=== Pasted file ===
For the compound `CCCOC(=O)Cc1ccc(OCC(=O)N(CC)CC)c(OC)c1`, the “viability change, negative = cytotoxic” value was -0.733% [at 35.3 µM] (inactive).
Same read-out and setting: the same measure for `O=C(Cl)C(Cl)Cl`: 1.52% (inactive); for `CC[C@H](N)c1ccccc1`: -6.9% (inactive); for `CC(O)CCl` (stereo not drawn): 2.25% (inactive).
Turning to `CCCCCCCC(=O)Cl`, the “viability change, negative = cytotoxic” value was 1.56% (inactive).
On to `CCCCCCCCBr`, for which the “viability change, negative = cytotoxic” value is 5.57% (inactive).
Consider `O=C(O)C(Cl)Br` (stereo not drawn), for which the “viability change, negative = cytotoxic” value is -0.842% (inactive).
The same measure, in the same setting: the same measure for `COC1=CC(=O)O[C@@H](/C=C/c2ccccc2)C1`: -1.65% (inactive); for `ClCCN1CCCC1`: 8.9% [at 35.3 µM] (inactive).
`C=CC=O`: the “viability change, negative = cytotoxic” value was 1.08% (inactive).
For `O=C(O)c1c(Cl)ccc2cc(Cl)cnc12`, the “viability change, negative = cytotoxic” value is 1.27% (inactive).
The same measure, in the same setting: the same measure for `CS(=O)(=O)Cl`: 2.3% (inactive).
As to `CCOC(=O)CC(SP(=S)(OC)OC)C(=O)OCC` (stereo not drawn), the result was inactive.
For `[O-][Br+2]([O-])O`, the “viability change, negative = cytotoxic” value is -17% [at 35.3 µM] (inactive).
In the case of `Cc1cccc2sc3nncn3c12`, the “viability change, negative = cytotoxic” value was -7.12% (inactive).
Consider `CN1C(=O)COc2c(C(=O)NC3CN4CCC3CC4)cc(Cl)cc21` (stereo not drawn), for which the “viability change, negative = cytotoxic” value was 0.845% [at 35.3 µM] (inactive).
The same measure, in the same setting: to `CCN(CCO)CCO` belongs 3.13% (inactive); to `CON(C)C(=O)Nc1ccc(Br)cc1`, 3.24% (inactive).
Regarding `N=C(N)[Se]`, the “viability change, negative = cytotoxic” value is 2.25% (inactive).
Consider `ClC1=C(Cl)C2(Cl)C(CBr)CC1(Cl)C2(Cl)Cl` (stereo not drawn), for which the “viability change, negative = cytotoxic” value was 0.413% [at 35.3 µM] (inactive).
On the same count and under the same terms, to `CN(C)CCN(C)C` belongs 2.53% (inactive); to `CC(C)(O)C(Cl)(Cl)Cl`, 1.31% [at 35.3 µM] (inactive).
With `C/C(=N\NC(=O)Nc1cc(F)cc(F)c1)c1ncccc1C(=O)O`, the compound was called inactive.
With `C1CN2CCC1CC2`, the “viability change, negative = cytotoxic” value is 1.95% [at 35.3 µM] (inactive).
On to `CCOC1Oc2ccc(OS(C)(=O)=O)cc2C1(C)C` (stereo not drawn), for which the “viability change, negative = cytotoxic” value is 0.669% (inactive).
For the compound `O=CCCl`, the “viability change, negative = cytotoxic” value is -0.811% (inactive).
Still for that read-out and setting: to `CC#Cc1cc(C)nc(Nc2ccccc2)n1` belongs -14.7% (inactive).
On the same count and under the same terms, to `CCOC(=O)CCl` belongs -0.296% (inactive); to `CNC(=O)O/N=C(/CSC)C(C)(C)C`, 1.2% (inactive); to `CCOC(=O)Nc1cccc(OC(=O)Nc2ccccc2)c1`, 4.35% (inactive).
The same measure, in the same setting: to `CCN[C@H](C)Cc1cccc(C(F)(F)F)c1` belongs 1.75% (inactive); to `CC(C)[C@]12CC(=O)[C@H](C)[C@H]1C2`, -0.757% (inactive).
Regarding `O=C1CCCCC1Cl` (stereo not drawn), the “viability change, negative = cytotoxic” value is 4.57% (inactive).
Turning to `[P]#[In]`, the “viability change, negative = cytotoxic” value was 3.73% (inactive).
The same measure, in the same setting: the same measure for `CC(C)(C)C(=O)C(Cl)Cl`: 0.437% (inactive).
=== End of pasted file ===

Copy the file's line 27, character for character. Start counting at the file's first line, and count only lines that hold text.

The same measure, in the same setting: the same measure for `CC(C)(C)C(=O)C(Cl)Cl`: 0.437% (inactive).